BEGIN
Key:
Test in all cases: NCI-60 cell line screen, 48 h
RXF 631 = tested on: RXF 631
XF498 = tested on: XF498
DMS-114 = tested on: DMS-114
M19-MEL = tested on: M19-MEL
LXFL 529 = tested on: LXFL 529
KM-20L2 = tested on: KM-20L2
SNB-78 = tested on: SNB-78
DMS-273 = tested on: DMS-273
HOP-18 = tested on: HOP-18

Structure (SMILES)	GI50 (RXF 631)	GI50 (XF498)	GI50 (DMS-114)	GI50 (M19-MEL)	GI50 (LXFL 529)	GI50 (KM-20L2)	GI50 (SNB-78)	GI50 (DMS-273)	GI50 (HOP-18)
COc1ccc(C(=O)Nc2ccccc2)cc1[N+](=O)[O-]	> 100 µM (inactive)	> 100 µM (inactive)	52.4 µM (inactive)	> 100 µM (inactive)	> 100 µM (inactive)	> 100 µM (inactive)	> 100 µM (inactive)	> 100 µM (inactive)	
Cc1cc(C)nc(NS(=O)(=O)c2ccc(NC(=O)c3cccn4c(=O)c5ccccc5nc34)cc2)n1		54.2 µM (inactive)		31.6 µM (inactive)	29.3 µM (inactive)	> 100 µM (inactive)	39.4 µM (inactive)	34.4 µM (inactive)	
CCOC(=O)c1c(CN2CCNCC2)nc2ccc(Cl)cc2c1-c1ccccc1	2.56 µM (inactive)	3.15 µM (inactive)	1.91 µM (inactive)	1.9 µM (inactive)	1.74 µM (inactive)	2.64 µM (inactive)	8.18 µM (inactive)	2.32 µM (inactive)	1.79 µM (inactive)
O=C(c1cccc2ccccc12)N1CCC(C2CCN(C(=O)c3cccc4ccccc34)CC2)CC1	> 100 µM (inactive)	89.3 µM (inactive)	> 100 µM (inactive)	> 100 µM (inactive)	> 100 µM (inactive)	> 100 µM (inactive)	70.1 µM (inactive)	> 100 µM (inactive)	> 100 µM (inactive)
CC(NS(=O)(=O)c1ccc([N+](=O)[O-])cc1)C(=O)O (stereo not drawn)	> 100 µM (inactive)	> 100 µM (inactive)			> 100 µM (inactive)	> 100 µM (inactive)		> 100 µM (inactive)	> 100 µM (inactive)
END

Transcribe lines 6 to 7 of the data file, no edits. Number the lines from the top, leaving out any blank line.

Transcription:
M19-MEL = tested on: M19-MEL
LXFL 529 = tested on: LXFL 529